Study selection: A comprehensive and systematic literature research was conducted, according to the PRISMA (Preferred Reporting Items for Systematic Reviews and Meta-Analyses) statement, to identify human trials, with a minimum sample size of 10 patients, comparing tooth-implant to freestanding implant supported fixed partial prostheses. Four groups of meta-analyses were performed based on the patients treated with toothimplant vs freestanding implant-supported fixed partial prostheses: abutment failures, biological and mechanical complications, prosthesis failures, and prosthetic (technical) complications.
    Results: The search yielded 749 records, after removal of duplicates. Based on the title assessment, the abstracts reading and the full-texts evaluation, 8 articles, published between 1999 and 2013, fulfilled the inclusion criteria and were included in the meta-analysis. The studies included were: 4 controlled clinical trials, 2 prospective and 2 retrospective cohort studies. The meta-analysis revealed no significant difference between tooth-implant and implant-implant supported fixed in the number of abutment (implant or tooth) failures, biological complications, prosthesis lost, and prosthetic complications.
    Conclusions: Within the limitations of the present systematic review, although the freestanding implant supported fixed partial prosthesis remains the first choice, joining teeth and implants to support fixed prosthesis in partially edentulous patients becomes a valid alternative with an acceptable success rate.
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  • Yuya Yoshida, Glenn Thomas Clark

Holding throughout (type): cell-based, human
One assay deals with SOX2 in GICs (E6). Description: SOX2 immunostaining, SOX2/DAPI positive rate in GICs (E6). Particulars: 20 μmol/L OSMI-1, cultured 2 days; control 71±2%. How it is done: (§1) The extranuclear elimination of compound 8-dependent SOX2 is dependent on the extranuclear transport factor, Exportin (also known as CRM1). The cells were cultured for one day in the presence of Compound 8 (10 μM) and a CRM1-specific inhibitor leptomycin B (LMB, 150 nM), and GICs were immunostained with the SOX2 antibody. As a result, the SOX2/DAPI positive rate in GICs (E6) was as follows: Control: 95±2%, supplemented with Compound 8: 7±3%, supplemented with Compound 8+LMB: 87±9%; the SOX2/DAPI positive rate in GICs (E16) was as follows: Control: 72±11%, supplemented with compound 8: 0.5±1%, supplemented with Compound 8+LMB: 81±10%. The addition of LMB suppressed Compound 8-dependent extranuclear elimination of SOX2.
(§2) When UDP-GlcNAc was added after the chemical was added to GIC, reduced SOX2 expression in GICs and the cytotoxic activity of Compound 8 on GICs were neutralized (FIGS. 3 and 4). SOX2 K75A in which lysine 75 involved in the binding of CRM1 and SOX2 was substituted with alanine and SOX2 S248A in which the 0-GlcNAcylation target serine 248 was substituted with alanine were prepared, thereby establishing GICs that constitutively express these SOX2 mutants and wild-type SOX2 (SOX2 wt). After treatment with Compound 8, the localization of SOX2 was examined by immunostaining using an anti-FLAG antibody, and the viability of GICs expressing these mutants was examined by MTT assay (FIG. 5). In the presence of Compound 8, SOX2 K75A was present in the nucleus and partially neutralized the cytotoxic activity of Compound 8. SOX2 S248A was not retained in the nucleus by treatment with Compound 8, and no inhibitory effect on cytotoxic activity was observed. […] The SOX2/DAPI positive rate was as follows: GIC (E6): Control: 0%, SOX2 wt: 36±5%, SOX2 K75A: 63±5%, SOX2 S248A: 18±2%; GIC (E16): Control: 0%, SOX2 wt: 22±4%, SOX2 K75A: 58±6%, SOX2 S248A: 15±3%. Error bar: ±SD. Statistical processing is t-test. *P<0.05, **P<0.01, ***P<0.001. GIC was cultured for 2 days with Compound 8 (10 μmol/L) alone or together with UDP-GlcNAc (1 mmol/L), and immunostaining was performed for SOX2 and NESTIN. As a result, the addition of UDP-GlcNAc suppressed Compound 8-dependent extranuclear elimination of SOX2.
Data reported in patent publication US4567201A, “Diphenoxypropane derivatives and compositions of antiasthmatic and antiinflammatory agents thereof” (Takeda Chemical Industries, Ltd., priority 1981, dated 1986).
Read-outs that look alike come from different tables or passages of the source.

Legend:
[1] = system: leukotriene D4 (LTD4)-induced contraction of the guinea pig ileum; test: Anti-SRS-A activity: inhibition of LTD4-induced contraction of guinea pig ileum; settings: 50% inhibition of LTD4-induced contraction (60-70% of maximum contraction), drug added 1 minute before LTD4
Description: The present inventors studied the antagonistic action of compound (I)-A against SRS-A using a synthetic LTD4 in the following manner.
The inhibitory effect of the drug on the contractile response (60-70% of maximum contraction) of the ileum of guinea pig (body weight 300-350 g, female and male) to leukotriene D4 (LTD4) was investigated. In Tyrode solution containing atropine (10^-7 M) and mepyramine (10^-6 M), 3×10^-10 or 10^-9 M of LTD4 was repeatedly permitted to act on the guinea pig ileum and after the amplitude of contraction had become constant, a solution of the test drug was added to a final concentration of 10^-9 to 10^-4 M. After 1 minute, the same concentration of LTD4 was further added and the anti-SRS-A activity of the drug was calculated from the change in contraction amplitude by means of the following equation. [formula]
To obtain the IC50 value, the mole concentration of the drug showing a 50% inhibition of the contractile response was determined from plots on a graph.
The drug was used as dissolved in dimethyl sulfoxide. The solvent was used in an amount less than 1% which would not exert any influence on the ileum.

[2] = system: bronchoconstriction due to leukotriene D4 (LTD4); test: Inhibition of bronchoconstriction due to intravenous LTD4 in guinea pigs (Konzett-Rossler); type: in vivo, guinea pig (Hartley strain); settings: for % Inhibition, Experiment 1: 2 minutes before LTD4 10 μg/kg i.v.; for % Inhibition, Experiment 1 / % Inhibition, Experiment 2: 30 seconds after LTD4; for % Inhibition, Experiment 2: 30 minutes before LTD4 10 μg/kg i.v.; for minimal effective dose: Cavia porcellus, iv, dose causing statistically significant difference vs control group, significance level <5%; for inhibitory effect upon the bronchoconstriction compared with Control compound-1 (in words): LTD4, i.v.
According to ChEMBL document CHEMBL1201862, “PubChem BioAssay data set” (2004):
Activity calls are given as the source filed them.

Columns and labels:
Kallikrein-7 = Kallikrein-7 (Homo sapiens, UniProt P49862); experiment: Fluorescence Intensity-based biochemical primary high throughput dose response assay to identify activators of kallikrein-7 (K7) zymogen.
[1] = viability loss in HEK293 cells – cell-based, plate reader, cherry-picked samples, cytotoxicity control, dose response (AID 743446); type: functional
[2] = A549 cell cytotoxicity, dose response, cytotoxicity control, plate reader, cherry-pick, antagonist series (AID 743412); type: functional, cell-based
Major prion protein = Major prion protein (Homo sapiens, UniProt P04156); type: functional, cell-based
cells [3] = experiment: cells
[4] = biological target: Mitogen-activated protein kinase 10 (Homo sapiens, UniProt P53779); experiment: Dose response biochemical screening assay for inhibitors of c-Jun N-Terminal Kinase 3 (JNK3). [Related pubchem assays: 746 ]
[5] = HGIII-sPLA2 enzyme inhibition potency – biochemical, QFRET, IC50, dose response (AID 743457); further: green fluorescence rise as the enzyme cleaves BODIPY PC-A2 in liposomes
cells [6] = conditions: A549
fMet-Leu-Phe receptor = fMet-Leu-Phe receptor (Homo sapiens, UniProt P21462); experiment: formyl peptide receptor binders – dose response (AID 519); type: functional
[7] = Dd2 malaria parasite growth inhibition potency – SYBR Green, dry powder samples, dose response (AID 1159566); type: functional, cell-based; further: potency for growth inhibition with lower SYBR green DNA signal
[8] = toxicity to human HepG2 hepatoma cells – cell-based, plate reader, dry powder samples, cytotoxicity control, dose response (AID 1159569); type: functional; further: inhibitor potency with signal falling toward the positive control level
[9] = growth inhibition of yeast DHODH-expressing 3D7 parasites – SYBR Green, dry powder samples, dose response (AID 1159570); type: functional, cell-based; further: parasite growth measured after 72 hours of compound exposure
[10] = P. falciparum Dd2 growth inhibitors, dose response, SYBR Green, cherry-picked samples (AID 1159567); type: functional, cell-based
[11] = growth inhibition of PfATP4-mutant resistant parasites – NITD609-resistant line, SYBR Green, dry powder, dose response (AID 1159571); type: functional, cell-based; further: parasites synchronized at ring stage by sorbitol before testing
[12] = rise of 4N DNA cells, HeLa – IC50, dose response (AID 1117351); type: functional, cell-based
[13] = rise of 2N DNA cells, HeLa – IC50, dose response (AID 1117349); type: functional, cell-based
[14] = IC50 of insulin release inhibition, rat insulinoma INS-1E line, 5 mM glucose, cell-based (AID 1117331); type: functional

Type: Original Article
    Article ID: JPOR_2019_499
    Published: 2021
    [Advance publication] Released: September 09, 2020
    JOURNALS OPEN ACCESS ADVANCE PUBLICATION
    Purpose: The aim of this study was to compare and contrast the diagnostic accuracy of multiple online symptom checkers when used for the diagnosis of orofacial pain and oral medicine related disease vignettes. The comparison condition used in this study was the diagnostic accuracy achieved by advanced specialty residents on these same vignettes using a virtual patient system.
    Methods: 27 individual disease vignettes were utilized. These vignettes had a variety of orofacial pain and oral medicine diseases. Post graduate orofacial pain and oral medicine residents at our University of Southern California interacted with their randomly assigned virtual patients were analyzed [n=574]. Virtual patient accuracy was based on whether the user selected the primary diagnosis as one of their top four choices after interviewing. Eleven English-language symptom checkers accuracy was based on whether the vignettes produced the primary diagnosis as one of their top four choices. Using these data, symptom checker and virtual patient accuracy rates were calculated.
    Results: The primary diagnosis on virtual patient encounters was found within the top four choices a mean of 67.2% of the time. The primary diagnosis for the same vignettes entered into the 11 symptom checkers was found within the top four choices a mean of 5.9% of the time.
    Conclusions: The accuracy of currently available symptom checkers that patient might use for self-diagnosis of common orofacial pain and oral medicine diseases was low, this result suggest that the improved diagnostic algorithms are needed.